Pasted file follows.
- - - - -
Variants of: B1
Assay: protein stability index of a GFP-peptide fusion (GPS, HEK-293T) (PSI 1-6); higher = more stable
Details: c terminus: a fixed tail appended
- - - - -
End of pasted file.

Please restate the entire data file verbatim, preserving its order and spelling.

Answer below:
Variants of: B1
Assay: protein stability index of a GFP-peptide fusion (GPS, HEK-293T) (PSI 1-6); higher = more stable
Details: c terminus: a fixed tail appended